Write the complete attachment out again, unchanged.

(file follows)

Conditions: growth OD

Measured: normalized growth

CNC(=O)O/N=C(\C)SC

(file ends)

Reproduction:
Conditions: growth OD

Measured: normalized growth

CNC(=O)O/N=C(\C)SC